She attended the Academy of Dramatic Arts, the class of 1922, but did not graduate with her class as she had to quit to earn money. She made her Broadway debut in a comedy called The Shelf, costarring with other notable character actors Jessie Ralph, Lee Patrick and Donald Meek. She appeared in 32 performances before the show closed in 1926. Then she was in Times Square (1931) which didn’t have a very long run on Broadway. She took some time off to raise her children then went back to work initially in radio. Her daughter Monica Moran is an actress, they appeared together in the 1966 road company of Bye Bye Birdie co-starring Tab Hunter.

Thelma Ritter was actually 41 at the time of her wonderful film debut as the uncredited harried Christmas shopping mother in Miracle on 34th Street (1947). Ritter left such an impression on director George Seaton and 20th Century Fox head Darryl F. Zanuck that they lengthened her small part in the film and decided to cast her in other pictures. This sparked a career where she wouldn’t make a multitude of films, but a film a year from 1947 until her retirement in 1969. The films she did appear in were extremely popular and received well by the critics.

Ritter’s uncredited role of Captain’s secretary in Call Northside 777 (1948) was left on the cutting room floor. The credits were left in, but she is nowhere to be seen in the film. Though again uncredited she appeared as the sharp tongued maid Sadie Dugan in director Joseph L. Mankiewicz’s 1949 melodrama A Letter to Three Wives starring Jeanne Crain, Linda Darnell and Ann Southern.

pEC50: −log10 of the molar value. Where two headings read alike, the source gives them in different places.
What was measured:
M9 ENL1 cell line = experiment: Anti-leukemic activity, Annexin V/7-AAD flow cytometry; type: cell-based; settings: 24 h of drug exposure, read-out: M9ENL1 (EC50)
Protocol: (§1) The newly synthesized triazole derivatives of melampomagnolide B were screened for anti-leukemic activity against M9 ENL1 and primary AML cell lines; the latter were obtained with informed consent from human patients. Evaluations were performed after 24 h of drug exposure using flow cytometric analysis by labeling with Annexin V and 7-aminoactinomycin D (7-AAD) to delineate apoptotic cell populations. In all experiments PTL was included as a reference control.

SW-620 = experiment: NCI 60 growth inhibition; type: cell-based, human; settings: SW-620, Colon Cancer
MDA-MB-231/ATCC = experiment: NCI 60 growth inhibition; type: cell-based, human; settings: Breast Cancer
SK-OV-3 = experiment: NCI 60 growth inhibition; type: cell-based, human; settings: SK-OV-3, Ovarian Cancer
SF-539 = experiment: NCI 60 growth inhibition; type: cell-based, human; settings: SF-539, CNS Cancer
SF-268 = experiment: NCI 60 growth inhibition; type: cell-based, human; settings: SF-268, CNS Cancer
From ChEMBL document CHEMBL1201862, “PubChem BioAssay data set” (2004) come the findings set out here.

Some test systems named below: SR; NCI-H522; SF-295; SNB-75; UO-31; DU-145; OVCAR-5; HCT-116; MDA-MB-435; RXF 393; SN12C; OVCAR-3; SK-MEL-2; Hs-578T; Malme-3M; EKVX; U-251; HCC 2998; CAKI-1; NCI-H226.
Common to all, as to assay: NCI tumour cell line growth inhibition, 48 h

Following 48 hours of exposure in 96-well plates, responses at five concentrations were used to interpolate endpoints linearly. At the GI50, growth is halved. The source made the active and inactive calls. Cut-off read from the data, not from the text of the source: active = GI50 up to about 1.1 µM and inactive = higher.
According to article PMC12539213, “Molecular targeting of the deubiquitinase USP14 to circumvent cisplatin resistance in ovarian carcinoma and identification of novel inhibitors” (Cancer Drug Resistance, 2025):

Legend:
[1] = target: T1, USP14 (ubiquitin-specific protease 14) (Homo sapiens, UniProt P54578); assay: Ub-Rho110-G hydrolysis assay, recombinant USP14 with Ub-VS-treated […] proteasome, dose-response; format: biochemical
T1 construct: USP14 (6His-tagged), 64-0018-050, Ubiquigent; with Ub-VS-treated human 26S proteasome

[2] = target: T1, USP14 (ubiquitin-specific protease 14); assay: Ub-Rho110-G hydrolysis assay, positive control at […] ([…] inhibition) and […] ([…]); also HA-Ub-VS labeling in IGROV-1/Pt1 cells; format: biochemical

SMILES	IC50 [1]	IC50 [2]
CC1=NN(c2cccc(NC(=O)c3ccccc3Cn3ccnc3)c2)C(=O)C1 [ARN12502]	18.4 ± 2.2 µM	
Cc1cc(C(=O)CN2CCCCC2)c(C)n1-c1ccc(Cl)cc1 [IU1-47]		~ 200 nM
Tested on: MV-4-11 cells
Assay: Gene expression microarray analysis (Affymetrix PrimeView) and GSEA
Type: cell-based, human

In A Letter to Three Wives, Thelma Ritter plays the maid Sadie Dugan who works for an upper middle class couple George (Kirk Douglas) and Rita Phipps (Ann Sothern). Kirk Douglas plays an English teacher and his wife Rita is a writer for a radio soap opera, played by Ann Sothern. Sadie ingratiates herself into the family feeling right at home telling Rita “The cap’s out. Makes me look like a lamb shop with pants on” when Rita asks her to wear a frilly hat while serving dinner to important guests. Ritter has wonderful lines that she expresses with ease. The writing was handpicked for her brand of comedy that cuts through the melodrama of the film. While describing her disdain for Rita’s radio program she comments, ”Do you know what I like about your program? Even when I’m running the vacuum, I can understand it.”